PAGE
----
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    1. It's the pub's edges that make it recognisable from a distance. You're climbing up the road, all endless fields and tree clusters, and when you see that gable peering over the crest you just know: pub.

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  6. Ooh, I do love a good old Google Maps search.

    https://www.google.com.au/maps/@55.0755883,-7.4487227,3a,75y,72.28h,93.62t/data=!3m6!1e1!3m4!1sUqsyWUQ1RzGOW6YhZhFtkA!2e0!7i13312!8i6656

    Looks a bit different back when the Google Car went through.

    Note that Google Maps has the incorrect placement for the pin 200m down the road.

    https://www.google.com.au/maps/place/The+Cyclist+Rest+Bar/@55.0755883,-7.4487227,631m/data=!3m1!1e3!4m12!1m6!3m5!1s0x485fe4c5c8687163:0xef269aefb2595984!2sThe+Cyclist+Rest+Bar!8m2!3d55.073745!4d-7.445548!3m4!1s0x485fe4c5c8687163:0xef269aefb2595984!8m2!3d55.073745!4d-7.445548

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    1. Wow, that must have been a good few years ago.

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    2. Helpfully, Google Maps let you know in the upper left corner what date the street view was last updated. In this case, this was July 2011!

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  7. The Pub in Co Cork is near the Ballincollig Regional Park which has seen a really great transformation over the last few years, including a pedestrian/cycle path which runs through the entire area. With a skate park and playground also its ideal for parents to visit with their children . Don't forget to put the bikes in or on the car or SUV. Lovely coffee and home baked cakes also available from Margaret at Chico's Coffee trailer...worth the visit alone.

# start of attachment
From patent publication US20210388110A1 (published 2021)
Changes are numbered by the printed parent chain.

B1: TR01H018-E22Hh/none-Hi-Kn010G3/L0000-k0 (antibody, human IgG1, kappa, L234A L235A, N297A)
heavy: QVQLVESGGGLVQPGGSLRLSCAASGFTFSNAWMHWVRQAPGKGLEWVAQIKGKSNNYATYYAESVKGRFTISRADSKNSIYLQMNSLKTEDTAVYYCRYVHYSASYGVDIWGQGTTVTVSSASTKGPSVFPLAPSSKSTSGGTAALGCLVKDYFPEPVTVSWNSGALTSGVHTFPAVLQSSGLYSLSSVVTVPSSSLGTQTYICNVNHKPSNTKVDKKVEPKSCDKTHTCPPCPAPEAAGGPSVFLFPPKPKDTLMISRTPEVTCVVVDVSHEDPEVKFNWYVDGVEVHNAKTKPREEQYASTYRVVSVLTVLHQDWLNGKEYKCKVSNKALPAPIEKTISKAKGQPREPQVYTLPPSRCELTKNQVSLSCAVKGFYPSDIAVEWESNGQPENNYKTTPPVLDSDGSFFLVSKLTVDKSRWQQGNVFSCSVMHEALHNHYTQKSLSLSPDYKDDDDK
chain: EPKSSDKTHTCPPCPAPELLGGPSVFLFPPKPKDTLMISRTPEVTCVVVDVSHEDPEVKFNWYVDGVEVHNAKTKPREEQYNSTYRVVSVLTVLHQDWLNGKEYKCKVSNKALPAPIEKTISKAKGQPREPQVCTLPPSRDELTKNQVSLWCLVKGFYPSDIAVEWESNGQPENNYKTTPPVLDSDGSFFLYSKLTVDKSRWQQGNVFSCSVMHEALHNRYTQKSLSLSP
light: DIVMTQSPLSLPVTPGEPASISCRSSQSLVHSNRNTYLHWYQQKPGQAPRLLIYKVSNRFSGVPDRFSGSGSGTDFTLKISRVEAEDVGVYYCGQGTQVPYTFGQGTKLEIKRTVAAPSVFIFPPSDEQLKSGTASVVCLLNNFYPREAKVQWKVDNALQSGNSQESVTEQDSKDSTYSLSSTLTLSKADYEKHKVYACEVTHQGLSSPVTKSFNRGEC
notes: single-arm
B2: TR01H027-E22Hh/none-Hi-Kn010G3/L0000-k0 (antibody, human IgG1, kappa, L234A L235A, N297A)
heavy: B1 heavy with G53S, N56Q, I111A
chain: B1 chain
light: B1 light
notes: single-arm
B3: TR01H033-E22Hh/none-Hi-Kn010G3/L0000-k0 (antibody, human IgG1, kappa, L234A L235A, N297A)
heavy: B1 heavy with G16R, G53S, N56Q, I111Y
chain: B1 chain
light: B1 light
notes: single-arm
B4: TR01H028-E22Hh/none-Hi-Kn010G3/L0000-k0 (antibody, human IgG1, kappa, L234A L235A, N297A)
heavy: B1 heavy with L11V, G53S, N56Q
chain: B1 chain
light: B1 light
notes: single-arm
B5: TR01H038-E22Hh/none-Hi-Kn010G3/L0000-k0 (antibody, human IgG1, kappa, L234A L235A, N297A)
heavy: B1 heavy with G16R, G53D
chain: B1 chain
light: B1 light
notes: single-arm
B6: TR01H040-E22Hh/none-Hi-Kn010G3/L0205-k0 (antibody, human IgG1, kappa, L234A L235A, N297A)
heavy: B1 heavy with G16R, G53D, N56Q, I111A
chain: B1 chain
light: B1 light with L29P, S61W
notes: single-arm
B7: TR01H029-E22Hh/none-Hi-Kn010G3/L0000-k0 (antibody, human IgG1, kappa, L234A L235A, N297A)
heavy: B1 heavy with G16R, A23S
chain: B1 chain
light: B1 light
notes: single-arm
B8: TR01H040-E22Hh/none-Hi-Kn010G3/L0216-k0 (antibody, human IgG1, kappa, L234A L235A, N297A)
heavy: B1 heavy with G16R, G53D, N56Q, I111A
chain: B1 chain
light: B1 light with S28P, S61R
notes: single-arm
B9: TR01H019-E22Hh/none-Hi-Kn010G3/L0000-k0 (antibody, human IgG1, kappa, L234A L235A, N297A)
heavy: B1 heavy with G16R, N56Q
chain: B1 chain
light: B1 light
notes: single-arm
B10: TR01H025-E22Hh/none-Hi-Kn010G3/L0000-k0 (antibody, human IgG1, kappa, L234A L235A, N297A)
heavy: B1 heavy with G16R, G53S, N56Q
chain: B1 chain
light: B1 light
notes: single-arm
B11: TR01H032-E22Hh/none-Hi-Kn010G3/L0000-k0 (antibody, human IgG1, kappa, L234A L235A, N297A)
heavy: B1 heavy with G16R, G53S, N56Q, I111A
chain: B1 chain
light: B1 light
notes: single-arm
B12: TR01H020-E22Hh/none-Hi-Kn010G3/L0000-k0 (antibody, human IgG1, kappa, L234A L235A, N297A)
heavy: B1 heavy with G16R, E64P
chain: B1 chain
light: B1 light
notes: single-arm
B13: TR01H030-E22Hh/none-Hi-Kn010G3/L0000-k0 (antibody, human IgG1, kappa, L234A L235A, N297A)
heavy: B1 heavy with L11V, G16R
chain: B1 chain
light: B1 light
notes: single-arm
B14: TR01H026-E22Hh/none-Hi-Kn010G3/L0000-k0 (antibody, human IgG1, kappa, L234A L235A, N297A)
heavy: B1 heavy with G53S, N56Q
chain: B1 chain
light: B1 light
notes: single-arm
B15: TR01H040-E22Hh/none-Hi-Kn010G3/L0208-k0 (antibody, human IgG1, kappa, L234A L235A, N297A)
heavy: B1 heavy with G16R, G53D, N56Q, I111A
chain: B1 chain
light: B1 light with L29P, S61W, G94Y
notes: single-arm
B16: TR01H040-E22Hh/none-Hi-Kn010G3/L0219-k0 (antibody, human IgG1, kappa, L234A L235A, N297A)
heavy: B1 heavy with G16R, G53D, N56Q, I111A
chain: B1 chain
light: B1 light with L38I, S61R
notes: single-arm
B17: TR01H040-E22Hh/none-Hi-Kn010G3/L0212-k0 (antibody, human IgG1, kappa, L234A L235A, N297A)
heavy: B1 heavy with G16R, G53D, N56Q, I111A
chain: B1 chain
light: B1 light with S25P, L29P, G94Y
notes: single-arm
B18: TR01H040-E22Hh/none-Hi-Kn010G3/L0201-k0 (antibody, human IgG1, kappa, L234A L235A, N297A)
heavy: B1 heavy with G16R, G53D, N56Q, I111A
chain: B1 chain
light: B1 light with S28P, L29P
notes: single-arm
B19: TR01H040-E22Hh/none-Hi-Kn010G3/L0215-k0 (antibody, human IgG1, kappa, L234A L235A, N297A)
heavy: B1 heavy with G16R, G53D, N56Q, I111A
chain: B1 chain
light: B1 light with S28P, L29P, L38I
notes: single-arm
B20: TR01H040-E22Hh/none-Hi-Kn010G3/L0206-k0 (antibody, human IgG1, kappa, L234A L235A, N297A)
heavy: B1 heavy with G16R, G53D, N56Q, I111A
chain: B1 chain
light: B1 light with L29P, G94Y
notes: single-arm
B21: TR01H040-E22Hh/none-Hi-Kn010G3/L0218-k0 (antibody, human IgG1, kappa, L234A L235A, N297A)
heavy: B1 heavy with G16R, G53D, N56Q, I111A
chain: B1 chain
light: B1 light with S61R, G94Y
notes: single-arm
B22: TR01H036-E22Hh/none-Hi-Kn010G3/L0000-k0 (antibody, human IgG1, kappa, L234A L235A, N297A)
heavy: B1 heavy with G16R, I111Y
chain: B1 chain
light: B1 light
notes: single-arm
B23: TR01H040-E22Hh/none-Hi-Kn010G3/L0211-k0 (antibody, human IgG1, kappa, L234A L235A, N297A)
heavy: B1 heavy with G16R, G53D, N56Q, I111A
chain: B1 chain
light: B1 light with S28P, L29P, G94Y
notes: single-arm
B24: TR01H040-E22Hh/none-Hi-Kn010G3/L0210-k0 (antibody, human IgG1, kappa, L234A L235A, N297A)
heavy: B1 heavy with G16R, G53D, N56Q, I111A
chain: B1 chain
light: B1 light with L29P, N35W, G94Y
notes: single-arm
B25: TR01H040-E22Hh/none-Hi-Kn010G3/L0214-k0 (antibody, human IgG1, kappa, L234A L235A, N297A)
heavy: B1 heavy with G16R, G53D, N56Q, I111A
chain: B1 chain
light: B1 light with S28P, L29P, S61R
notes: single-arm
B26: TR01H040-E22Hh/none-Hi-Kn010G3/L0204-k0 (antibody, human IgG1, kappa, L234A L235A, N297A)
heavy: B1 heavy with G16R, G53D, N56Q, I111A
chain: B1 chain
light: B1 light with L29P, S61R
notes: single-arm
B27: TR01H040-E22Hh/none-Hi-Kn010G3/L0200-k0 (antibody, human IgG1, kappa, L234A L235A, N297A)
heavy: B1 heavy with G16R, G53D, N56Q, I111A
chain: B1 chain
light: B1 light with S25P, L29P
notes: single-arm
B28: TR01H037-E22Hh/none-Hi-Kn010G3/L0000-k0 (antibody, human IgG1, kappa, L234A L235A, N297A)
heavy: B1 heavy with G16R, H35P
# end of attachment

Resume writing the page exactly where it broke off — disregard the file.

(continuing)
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  8. If you are interested in cycling-related street furniture you can find Cyclist Touring Club signs in odd places in Irish and British towns https://goo.gl/images/XlELeu

    As you are into dress and cycling you might be interested in the CTC involvement in the court case about 'rational dress'.

    In 1898 the gloriously named Florence Wallace Pomeroy, Viscountess Harberton (1843–1911), president of the Western Rational Dress Society, was refused service in the coffee room of the Hautboy Hotel in Ockham, Surrey. Instead she was shown into the public bar, a place no respectable woman could possibly go. This was because the good Viscountess was dressed in 'rational dress', a jacket and a pair of long and baggy trousers which came together just above the ankle.

    The CTC prosecuted the hotel for "refusing food to a traveller"; lost the case and a considerable amount of money.
    This loss led the CTC to become much more diffident about representing cyclists and had a lot to do with the failure to deveop a road-racing culture in the UK.